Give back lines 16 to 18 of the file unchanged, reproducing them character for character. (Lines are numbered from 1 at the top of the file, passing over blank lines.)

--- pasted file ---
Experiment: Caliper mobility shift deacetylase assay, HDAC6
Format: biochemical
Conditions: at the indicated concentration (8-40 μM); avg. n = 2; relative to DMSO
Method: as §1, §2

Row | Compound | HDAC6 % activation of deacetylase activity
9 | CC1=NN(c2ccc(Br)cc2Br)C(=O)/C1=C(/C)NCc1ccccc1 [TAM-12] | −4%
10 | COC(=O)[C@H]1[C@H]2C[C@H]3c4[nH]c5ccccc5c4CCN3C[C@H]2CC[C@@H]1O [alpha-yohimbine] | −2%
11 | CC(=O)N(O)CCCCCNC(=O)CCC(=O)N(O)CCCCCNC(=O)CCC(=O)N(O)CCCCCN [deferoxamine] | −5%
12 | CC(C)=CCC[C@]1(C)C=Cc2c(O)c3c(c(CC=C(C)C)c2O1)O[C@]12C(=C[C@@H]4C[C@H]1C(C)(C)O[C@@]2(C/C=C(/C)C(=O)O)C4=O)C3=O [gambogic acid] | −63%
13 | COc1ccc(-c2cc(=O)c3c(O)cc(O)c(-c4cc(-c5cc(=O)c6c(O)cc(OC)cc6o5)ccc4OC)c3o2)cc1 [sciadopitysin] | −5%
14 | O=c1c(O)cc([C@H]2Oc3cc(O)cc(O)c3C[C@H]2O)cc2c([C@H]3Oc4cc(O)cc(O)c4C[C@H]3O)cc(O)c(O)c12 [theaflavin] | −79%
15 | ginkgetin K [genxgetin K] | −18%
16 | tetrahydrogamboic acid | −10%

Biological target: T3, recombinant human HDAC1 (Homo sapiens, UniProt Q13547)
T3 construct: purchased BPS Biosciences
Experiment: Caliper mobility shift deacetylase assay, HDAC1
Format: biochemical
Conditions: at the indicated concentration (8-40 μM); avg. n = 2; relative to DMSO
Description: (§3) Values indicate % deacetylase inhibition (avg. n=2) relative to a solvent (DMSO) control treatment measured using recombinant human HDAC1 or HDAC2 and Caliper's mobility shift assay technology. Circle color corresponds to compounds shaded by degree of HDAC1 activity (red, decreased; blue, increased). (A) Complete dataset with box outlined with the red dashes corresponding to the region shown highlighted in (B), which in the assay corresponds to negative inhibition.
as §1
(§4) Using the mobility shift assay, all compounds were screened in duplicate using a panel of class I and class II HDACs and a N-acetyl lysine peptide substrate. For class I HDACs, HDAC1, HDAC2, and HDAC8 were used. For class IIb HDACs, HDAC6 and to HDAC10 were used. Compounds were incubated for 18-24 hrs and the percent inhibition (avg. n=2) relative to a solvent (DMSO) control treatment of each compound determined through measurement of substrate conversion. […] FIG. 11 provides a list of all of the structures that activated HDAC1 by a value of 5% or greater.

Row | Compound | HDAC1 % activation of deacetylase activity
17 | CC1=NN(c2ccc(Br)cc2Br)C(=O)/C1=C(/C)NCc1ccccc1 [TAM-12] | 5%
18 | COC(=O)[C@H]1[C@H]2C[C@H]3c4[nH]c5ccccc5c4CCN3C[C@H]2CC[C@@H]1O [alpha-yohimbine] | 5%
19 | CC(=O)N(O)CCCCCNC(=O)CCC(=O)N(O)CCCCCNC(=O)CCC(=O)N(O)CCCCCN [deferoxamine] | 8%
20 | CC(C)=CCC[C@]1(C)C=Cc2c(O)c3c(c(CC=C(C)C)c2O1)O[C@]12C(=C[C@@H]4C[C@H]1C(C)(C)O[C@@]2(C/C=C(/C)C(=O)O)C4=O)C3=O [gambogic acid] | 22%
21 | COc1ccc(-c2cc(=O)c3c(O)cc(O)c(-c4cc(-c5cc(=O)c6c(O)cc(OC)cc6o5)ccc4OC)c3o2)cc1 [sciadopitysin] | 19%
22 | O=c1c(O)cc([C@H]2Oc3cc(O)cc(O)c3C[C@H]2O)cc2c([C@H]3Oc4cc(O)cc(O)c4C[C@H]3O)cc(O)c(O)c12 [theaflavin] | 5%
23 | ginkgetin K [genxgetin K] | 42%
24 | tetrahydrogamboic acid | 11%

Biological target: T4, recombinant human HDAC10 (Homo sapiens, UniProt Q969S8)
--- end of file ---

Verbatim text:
Experiment: Caliper mobility shift deacetylase assay, HDAC1
Format: biochemical
Conditions: at the indicated concentration (8-40 μM); avg. n = 2; relative to DMSO